Raw or uncooked eggs pose a potential health risk, especially if you consume them on a regular basis over long periods of time. Eating raw eggs not only increases your risk of contracting disease, it can also cause vitamin and protein deficiencies. Cake batter, cookie dough and any other food that contains raw eggs should be avoided due to the potential risk of becoming ill due to bacteria that is found in some eggs.
Eating raw eggs can significantly increase your risk of developing salmonella poisoning, according to the United States Department of Agriculture, or USDA. Salmonella is one of the leading causes of food-borne illnesses in the United States and can cause stomach pain, diarrhea, vomiting, fever and chills. In some cases, salmonella poisoning can be fatal. The USDA recommends fully cooking eggs to kill any salmonella bacteria that may be present.
According to the Linus Pauling Institute, eating raw eggs can interfere with the absorption of the vitamin, biotin. Raw egg whites contain avidin, a protein which binds to biotin in your stomach, preventing it from being absorbed by your gastrointestinal tract. Cooking eggs destroys avidin, reducing the risk of developing a biotin deficiency. Biotin deficiencies are rare but can result in problems such as hair loss and skin rashes.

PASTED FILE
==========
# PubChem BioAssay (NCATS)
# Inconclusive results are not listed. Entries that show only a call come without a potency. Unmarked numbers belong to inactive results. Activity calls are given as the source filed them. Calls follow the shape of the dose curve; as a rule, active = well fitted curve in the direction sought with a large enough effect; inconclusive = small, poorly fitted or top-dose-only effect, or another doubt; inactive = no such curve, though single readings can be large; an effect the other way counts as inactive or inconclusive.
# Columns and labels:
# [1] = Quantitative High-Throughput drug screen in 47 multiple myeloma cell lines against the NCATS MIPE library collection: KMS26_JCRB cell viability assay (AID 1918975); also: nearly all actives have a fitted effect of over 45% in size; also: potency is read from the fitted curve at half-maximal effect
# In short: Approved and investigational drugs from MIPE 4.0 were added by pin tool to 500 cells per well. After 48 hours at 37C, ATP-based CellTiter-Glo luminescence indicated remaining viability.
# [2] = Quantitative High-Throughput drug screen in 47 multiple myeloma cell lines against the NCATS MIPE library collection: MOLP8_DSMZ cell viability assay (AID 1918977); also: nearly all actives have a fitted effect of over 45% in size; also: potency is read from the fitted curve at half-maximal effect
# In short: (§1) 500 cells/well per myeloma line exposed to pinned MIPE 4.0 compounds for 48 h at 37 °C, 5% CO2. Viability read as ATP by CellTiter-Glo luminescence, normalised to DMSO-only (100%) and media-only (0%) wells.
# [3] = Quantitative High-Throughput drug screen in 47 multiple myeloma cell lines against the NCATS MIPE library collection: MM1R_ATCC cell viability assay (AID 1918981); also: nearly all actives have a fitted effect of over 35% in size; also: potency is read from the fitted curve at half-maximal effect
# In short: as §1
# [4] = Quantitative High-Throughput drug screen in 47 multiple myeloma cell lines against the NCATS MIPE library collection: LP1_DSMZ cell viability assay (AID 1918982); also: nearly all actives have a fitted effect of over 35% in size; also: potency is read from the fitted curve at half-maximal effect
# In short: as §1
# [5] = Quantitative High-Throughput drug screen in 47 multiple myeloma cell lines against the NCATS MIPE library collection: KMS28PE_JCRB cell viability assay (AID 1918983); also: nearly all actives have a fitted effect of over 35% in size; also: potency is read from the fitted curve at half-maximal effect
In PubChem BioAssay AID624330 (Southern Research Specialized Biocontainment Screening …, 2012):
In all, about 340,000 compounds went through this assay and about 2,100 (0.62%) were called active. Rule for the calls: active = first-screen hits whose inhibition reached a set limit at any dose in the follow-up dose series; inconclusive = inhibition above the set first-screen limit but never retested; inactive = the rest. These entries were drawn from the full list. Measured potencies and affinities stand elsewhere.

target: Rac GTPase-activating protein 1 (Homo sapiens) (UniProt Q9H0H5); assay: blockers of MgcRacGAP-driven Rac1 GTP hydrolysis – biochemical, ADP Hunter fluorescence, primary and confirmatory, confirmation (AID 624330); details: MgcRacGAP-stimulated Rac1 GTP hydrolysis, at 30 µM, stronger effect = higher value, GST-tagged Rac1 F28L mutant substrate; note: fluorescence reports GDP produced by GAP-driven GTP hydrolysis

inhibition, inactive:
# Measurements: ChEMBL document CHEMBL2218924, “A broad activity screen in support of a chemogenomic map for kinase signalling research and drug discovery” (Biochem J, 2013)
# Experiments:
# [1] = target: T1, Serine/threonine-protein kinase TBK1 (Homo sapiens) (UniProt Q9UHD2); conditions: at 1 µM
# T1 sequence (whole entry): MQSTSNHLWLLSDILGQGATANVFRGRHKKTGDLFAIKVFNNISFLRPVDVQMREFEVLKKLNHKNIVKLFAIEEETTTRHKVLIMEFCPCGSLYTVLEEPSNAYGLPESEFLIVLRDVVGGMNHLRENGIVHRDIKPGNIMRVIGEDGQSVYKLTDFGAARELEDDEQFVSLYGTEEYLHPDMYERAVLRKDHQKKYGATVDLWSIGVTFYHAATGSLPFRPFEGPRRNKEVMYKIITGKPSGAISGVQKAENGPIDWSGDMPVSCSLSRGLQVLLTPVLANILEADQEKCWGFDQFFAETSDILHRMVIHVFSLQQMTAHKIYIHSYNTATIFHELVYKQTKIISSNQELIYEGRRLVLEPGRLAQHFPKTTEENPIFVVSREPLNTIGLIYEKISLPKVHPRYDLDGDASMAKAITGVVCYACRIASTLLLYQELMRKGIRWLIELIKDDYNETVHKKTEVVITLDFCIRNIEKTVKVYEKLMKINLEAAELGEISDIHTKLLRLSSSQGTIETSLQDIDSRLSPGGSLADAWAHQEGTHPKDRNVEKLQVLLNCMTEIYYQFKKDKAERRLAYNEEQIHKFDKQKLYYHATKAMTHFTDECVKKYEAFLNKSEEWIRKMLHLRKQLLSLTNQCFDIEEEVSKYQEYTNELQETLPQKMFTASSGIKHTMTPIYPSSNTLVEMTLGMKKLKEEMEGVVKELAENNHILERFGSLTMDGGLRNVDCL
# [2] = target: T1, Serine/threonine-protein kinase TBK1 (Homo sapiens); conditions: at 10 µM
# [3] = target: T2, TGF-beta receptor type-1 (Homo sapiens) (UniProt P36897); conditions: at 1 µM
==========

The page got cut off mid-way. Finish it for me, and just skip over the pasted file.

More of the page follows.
Cooking raw eggs increases the bioavailability of the protein in them. According to a 1998 study published in the "Journal of Nutrition," 51 percent of the protein found in raw eggs is bioavailable, meaning only about half of the protein in a raw egg can be absorbed by your body. In contrast, by cooking the egg, the bioavailability of egg protein increases to 91 percent, making cooked eggs a much better source of available protein than raw eggs.
Both the USDA and the journal "Nutrition Action" recommend avoiding raw eggs and cooking them thoroughly before eating them. Eggs should be constantly refrigerated and used within two weeks. After handling raw eggs, it is important to wash your hands before touching anything, especially other food, because of the risk of transmitting salmonella bacteria to other surfaces.
- USDA; Raw and Undercooked Eggs: A Danger of Salmonellosis; C.T. Jordan Lin, et al.
- Linus Pauling Institute; Biotin; Jane Higdon
- Journal of Nutrition; Digestibility of Cooked and Raw Egg Protein in Humans as Assessed by Stable Isotope Techniques; P. Evenepoel, et al.
- Nutrition Action; Eggs -- No Yolking Matter